Trading Cards: The Accountants Set
Top 100 firm WithumSmith+Browns partner, Edward Mendlowitz, came up with the idea to highlight accountants on trading cards, just like the ones you swapped out and played with as a kid. They teamed up with The Topps Company, Inc. to create a series of accounting trading cards commemorating accountants from the past.
Father of Accounting
In 1494, Luca de Pacioli became the Father of Accounting when he wrote Summa de Arithmetica. You can now put a name and a face to the accountant who placed debits on the left and credits on the right.
Not only was he one of the Founding Fathers of the United States, Benjamin Franklin also had his hand in accounting.
1st CPA Leader in the U.S.
Charles Waldo Haskins was one of the co-founders of the NYSSCPA and he was a member of the Accounting Hall of Fame at Ohio State University.
Ithamar, the son of Aaron, was asked to conduct an audit when the Israelites built a tabernacle after fleeing from Egypt.
Geoffrey Chaucer was the controller of customs in London from 1374 to 1386 and later became a member of the British Parliament, in addition to writing The Canterbury Tales.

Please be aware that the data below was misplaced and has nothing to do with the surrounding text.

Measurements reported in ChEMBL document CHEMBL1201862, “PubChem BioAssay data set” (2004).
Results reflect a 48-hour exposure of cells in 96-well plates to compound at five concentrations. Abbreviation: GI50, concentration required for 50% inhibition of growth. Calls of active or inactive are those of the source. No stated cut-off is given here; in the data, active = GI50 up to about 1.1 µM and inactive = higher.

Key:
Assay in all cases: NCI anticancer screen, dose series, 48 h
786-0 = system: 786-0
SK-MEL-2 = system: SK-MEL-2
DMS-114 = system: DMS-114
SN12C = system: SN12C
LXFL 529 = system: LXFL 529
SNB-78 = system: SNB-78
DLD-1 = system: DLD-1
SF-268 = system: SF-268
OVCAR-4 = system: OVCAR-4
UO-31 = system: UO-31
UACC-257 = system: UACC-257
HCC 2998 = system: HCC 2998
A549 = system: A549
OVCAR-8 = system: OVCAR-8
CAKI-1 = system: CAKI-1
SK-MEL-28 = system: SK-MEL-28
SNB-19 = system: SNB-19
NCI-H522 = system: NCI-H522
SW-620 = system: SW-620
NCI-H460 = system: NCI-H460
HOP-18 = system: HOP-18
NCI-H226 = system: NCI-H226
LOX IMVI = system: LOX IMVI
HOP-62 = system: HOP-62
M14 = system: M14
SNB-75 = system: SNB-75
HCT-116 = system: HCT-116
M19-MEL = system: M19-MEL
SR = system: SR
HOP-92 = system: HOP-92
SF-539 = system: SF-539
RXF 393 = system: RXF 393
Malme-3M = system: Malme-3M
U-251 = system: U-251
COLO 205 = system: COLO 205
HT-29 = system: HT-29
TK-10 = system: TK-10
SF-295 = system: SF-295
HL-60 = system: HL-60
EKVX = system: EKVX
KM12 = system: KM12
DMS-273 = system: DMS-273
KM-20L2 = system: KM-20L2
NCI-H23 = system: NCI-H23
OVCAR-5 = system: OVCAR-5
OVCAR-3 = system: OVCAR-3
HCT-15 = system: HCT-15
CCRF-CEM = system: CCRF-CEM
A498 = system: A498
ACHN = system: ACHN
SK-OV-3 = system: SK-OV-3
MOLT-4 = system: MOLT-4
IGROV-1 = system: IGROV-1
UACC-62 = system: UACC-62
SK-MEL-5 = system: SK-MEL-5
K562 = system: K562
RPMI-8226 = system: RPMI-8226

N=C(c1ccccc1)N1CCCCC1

Known as the Richest Man in the World, John D. Rockefeller started out as an assistant bookkeeper before striking it rich in oil.
American CPA Pioneer
Robert Montgomery, founder of Lybrand, Ross Brothers & Montgomery, now PwC, became a CPA in 1899. He started to write articles about the profession in the first issue of the Journal of Accountancy in 1905.
1st Female CPA
In 1889, Christine Ross started her career as an accountant after earning high scores on her CPA exam, but there were some obstacles she had to break through before being recognized as a CPA.
In 1887, James Yalden became the first president and founder of the American Association of Public Accountants. The organization changed its name to the American Institute of Accountants in 1917 and then finally settled in 1957 on what we know today as the American Institute of Certified Public Accountants.
1st Auditor of U.S. Treasury
As the last surviving member of George Washingtons cabinet, Oliver Wolcott Jr. was tapped as the 1st auditor of the U.S. Treasury.